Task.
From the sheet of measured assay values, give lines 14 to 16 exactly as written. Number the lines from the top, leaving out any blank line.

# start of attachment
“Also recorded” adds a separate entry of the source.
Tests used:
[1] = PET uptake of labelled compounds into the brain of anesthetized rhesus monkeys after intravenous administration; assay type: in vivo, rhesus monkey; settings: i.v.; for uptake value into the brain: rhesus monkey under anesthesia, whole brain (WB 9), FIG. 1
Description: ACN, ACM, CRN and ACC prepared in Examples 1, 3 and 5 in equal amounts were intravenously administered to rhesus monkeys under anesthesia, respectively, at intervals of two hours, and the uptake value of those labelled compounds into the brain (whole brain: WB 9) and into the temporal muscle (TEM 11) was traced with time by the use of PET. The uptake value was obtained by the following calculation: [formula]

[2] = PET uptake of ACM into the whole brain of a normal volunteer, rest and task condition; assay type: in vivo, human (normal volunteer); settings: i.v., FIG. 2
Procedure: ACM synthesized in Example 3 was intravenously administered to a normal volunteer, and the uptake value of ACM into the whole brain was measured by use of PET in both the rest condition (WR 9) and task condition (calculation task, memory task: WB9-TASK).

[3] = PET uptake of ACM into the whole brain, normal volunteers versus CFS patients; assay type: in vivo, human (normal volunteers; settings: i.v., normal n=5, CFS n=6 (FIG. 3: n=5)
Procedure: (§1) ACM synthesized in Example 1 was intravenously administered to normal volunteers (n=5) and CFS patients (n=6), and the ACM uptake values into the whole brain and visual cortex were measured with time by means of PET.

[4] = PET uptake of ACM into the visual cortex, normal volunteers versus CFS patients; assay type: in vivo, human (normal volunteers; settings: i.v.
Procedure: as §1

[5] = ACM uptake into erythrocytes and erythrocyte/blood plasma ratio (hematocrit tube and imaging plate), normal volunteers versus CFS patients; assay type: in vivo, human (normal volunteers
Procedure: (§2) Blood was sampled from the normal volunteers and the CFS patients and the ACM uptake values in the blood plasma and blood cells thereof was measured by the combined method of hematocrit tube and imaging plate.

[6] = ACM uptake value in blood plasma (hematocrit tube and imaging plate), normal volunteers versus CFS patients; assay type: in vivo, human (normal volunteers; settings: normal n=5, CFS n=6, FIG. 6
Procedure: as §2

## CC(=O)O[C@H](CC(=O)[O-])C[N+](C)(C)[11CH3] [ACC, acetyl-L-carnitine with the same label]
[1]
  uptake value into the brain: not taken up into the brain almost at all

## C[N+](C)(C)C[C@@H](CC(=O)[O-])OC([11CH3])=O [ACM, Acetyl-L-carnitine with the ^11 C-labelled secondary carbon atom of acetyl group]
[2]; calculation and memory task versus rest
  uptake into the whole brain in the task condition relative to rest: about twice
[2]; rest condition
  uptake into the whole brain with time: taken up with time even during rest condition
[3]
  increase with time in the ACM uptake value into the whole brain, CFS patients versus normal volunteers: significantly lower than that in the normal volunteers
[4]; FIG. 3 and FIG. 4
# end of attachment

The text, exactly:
Procedure: as §2

## CC(=O)O[C@H](CC(=O)[O-])C[N+](C)(C)[11CH3] [ACC, acetyl-L-carnitine with the same label]
[1]